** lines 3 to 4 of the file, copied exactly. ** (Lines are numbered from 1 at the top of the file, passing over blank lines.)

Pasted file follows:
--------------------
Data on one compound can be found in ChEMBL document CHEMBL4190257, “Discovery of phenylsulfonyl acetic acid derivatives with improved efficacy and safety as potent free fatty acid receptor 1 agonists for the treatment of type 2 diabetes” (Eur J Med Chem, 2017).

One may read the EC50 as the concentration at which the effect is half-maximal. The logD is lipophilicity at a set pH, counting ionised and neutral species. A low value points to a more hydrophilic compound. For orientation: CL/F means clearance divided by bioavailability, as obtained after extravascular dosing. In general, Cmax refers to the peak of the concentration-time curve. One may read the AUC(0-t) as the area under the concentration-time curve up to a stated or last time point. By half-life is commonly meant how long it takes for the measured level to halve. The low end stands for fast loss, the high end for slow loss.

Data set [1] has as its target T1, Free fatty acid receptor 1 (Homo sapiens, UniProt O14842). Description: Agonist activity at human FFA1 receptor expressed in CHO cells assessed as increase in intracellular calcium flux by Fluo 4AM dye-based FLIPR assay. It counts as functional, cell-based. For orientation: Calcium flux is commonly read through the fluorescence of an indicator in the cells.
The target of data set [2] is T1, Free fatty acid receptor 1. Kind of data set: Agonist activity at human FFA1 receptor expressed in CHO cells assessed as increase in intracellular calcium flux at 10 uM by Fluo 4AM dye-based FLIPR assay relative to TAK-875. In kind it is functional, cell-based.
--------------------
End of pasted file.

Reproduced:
Data set [1] has as its target T1, Free fatty acid receptor 1 (Homo sapiens, UniProt O14842). Description: Agonist activity at human FFA1 receptor expressed in CHO cells assessed as increase in intracellular calcium flux by Fluo 4AM dye-based FLIPR assay. It counts as functional, cell-based. For orientation: Calcium flux is commonly read through the fluorescence of an indicator in the cells.
The target of data set [2] is T1, Free fatty acid receptor 1. Kind of data set: Agonist activity at human FFA1 receptor expressed in CHO cells assessed as increase in intracellular calcium flux at 10 uM by Fluo 4AM dye-based FLIPR assay relative to TAK-875. In kind it is functional, cell-based.